Making Schools More Secure

Making Schools More Secure

New Jersey high school upgrades security with new emergency response system

According to a study published in 2015 by U.S. News and World report, New Jersey High Schools ranked in the top 200 of approximately 20,000 high schools that were considered nationwide. As is evidenced by these rankings, quality education is a primary consideration for New Jersey parents, students, faculty and governing boards. Also primary to these stakeholders is a safe and secure environment, as is found at Sterling High School in Somerdale, New Jersey.

Sterling High School is a comprehensive regional public high school and school district serving approximately 1,000 students in ninth through twelfth grades. The school features a full complement of scholastic and athletic activities in addition to a wide range of continually updated academic programs. The campus comprises two buildings with approximately 70 classrooms and 10 administrative offices. Video surveillance cameras are located on the building exterior and throughout the school and students, faculty and staff wear identification badges.

Visitors are not allowed into the building without an appointment and all visitors must report to the general office upon arrival. Sterling High School also has a full-time resource officer from the Somerdale Police Department on board.

These are just some of the pro-active measures the school has in place to help ensure a safe and secure environment for the 1,200-1,500 individuals who are in the school every day. In keeping with these security initiatives, Sterling High School recently advanced their security to the next level with the implementation of the Sielox CLASS (Crisis Lockdown Alert Status System).

Sielox CLASS enhances awareness and communication in the event of an emergency. Designed for use in the K-12 and higher education environment, the system provides real-time classroom status, updates and notifications to administrators and first responders using graphical maps, email and text messaging to assist in making split-second decisions in the event of an incident or developing situation. The dynamic graphical map provides real-time status of up to right color conditions. The Sterling configuration consists of green (Safe/secure); pink (Morning Check-in); yellow (Danger outside building); blue (Medical emergency); orange (Disturbance); and red (Imminent Danger).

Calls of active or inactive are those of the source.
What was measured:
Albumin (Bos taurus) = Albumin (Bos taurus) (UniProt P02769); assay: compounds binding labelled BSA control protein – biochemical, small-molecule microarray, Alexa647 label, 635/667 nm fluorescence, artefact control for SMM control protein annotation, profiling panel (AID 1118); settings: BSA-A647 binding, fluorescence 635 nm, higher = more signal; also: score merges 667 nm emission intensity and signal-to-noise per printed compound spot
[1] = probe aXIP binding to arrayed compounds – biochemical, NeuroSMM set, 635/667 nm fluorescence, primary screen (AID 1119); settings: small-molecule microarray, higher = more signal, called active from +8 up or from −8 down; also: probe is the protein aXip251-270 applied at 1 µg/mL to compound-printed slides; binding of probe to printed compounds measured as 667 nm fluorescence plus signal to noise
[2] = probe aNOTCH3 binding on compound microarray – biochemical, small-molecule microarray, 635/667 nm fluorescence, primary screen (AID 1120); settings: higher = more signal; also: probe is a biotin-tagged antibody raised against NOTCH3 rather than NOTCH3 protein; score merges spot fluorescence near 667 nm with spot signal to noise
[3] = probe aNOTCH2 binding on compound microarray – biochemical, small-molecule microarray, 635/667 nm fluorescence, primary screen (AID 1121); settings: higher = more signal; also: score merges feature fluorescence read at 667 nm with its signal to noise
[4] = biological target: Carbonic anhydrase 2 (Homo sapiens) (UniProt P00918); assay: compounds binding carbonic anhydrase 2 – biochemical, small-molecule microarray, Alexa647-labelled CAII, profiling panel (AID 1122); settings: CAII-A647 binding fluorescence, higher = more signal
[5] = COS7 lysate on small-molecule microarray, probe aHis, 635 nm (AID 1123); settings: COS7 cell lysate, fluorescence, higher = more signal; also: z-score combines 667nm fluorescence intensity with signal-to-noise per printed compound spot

Per procedures established by school Superintendent Mark Napoleon, teachers staff and the local police department have all been given access to the system. Teachers are required to sign in to CLASS at the beginning of the school day and label their room “green”, indicating it is safe. As teachers move from one classroom to another, they again sign in and follow the same procedure, enabling the front office to know the location of faculty and the situation at all times.

“Implementation of CLASS has been a huge success because everyone, law enforcement included, is on board and committed,” said Mark Napoleon, superintendent. “It’s also a very easy system to use. It required almost no learning curve, which also contributed to acceptance.”

Sterling High School has used the system twice since going operational. The first time was an incident in the classroom when a student would not leave as directed. Without confrontation or making a call to the front office, the teacher simply activated the disturbance symbol on the computer and assistance was able to come immediately. The second incident involved a situation outside the building that warranted the “lockout” crisis to be activated. In both incidents, the CLASS system helped mitigate potentially dangerous situations.

As the school moves forward with their security initiatives, they intend to tie new operations into CLASS. For instance, it is currently integrated with an access control system to remotely lock exterior doors. In the future they will have a full lockdown of all doors, including the interior. It is interfaced to their paging system via the Sielox AC-1700 access control system outputs to trigger preprogrammed announcements and messages. Planned integration with existing hallway motion sensors will “track” intruders on the floorplan maps.

“Compared to other systems, the price and capabilities of CLASS gave us more value,” adds Superintendent Napoleon. “It was a great way to go in making the school safer and more secure.”

This article originally appeared in the April 2017 issue of CSLS.

Digital Edition

  • Campus Security & Life Safety Magazine - November 2017

    November 2017

    Featuring:

    • The Importance of Fire Alarms
    • Increasing Security
    • Safe Learning
    • Time For An Upgrade
    • Bullying No More

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